The Radium Girls
by Kate Moore
What is the value of a woman’s life?
In 1925, many poor, uneducated women in Illinois worked in the dial painting factory, applying luminous paint to watches. Unbeknownst to them, the paint contained a radioactive material, radium, which would eventually kill them.
As they sickened and died, they sought medical help, and eventually, legal help.
The authorities, the medical community, their employers, and their communities were against them. One attorney after another refused to represent them, until they eventually found two rare and principled men who agreed to take on their cases. Brave, determined and selfless, these women persevered in the face of the most tremendous obstacles, even while undergoing endless medical treatments.
Imagine having multiple cancers, suffering through repeated chemotherapy treatments and attempting to pursue your former employers in court at the same time. It is beyond my understanding how they were able to persevere.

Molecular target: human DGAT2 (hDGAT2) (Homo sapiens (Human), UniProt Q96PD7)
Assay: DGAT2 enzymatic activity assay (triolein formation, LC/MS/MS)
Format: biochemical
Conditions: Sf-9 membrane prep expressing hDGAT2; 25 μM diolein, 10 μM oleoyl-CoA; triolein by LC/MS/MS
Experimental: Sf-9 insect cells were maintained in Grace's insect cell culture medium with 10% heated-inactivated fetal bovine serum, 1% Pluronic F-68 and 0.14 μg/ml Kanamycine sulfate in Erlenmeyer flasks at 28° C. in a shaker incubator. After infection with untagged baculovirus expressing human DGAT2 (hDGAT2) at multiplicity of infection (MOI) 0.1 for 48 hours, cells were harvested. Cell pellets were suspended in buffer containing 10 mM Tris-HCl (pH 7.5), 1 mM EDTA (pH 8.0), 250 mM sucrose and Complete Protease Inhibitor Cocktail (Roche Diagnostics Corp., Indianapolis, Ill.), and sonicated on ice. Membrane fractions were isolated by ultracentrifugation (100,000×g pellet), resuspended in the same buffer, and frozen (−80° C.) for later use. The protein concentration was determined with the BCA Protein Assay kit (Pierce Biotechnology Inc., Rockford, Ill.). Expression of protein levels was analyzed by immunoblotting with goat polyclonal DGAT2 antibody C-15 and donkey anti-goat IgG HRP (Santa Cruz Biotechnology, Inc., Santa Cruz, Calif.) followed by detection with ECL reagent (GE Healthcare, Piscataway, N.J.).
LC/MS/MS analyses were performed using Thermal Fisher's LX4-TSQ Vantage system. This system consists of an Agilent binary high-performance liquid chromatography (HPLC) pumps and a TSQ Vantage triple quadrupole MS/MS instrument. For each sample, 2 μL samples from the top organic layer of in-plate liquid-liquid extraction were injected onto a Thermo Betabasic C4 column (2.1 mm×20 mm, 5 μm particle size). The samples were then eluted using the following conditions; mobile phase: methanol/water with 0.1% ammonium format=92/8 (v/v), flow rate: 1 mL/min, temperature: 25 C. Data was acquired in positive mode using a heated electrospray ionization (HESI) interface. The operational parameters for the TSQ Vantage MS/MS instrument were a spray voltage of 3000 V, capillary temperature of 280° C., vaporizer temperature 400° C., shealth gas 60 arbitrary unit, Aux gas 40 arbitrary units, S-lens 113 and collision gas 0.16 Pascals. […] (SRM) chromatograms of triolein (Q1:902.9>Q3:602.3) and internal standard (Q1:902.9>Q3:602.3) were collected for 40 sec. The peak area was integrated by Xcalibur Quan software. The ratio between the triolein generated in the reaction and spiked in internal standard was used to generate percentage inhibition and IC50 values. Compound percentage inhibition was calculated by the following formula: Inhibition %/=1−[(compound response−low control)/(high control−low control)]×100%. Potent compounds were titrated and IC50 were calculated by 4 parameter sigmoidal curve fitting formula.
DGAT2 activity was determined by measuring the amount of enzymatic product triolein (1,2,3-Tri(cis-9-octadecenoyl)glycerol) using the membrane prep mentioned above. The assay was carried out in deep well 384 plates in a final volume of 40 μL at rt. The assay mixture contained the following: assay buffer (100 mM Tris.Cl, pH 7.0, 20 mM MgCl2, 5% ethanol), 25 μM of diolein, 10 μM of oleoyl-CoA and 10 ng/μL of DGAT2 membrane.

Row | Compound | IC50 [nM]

We often call women the weaker sex. To those who say this, I invite them to read this book. Moore depicts these women as heroines and this is a fair portrayal. In their search for justice, their actions eventually brought about legal modifications that have protected workers to this day.
The author speaks plainly; it is painful to read and dreadful to imagine. This is not just a chronicle of their ailments, however. Moore brings these women to life, with details of their personal lives, their appearances, their habits and characters. The story is both horrifying and compelling in equal measure. I stand in awe of these women who, very simply, would not give up.